June 18The United Way of Greater Stark County is in the process of unveiling its latest strategic plan, which the not-for-profit agency will use as a road map for future endeavors to improve education, reduce poverty and build an overall better community.
The plan builds off the "Bold Goals 2020" initiative United Way began embarking on last year. The new initiative stresses education, health and financial stability, addressing everything from school readiness and success, healthy lifestyles, physical and behavioral health, as well as affordable housing, job training, asset building, financial coaching and household stabilization.
The framework of the plan touches on six points:
Address the root causes of community need through collaborations and collective impact.
Maximize revenue generation to address community need more significantly.
Develop and implement a strategic engagement plan that promotes community impact and donor development.
Leverage staff and resources to accomplish work efficiently and effectively.
Tell the agency's story more effectively.
Collect, analyze and distribute data to be used in decision making and for reporting measurable results.
Those objectives are rooted in such concerns as the retirement of high-end donors and the need for broadening fundraising through better workforce support, making the best use of employees' skill sets and finding ways to offset potential funding reductions from state government, including cuts to Medicaid.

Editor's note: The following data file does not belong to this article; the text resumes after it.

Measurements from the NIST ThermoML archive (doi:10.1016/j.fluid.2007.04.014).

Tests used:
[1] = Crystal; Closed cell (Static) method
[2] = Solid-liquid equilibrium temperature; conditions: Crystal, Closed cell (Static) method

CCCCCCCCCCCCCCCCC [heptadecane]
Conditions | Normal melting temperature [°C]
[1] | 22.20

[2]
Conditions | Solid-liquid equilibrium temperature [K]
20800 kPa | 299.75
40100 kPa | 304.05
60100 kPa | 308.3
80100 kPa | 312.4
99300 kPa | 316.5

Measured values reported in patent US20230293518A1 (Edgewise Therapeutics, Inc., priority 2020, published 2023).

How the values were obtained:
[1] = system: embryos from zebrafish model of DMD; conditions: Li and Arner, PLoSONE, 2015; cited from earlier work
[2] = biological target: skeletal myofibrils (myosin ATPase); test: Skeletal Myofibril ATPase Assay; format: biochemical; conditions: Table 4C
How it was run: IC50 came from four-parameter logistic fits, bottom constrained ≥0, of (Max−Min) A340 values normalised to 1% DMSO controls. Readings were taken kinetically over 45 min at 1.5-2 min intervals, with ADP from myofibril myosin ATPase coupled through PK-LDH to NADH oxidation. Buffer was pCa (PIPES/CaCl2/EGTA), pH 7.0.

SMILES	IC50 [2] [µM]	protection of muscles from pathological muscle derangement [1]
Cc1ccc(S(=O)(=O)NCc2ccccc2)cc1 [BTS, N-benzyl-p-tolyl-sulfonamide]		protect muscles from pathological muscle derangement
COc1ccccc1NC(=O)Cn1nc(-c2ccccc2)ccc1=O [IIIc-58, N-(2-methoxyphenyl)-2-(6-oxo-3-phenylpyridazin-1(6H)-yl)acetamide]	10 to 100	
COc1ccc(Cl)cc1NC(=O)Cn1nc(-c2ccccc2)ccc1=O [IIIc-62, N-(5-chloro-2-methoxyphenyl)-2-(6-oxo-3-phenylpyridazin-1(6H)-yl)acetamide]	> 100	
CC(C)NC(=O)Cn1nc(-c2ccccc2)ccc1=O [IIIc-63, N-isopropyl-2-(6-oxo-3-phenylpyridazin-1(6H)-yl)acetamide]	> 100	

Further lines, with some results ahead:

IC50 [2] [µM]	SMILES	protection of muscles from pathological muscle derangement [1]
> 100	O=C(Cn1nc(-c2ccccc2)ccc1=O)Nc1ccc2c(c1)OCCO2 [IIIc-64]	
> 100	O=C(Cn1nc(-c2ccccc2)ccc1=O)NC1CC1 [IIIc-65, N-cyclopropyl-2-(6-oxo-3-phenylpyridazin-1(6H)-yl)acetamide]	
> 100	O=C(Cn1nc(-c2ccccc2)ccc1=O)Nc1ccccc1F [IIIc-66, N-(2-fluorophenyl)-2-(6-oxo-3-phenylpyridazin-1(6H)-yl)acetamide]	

Maria Heege, president and CEO of the United Way of Greater Stark County, said that on a national level United Way is striving to better define itself. The community needs to be aware that United Way is "fighting" against its most daunting challenges. Those include a high infant mortality rate, the opioid epidemic, unsatisfactory graduation rates and a need to lift people out of poverty.
Tackling the latter holds great promise, in large part due to to partnerships United Way has established in the community. One of those partnerships is with the local OhioMeansJobs office. Both agencies are leveraging each other's assets to make inroads with people who are struggling to find work, pay their latest utility bill or put food on the table.
Earlier this year, United Way opened its Prosperity Center inside the OhioMeansJobs' location on 30th Street NW in Canton.
"It's the perfect example of what collaboration looks like in this community," Heege said.
The center assists people through a budget coaching program, for example. The program has helped 30 percent of enrollees improve their credit scores, 70 percent meet two or three of their financial goals and 21 percent increase their net worth. Workshops are held for out-of-school youth, ages 16 to 24. Those programs are part of OhioMeansJobs' comprehensive case-management employment program, which is funded through the state's Workforce Innovation and Opportunity Act of 2014.
Opened during tax season, the center and dozens of community volunteers were able to assist people with their tax filings. The 73 clinics held throughout Stark County helped return more than $3 million in tax refunds. It saved people an additional $268,000 in fees. For every $1 invested, the program generated a return of nearly $30.
In exchange for OhioMeansJobs' expertise in job placement, resume building and interview coaching (among other areas), it receives United Way's ability to connect people in need with resources they might not realize exist.
If you've never needed the services of United Way, chances are someone you know has or will. That United Way continues to shape (and reshape) its goals means it will be best positioned to meet the needs of Stark Countians. The partnerships it has established, and will continue to build in coming years, offer us great hope. Because, as Hegee notes, "Not one agency alone can fix the issues" facing our community.
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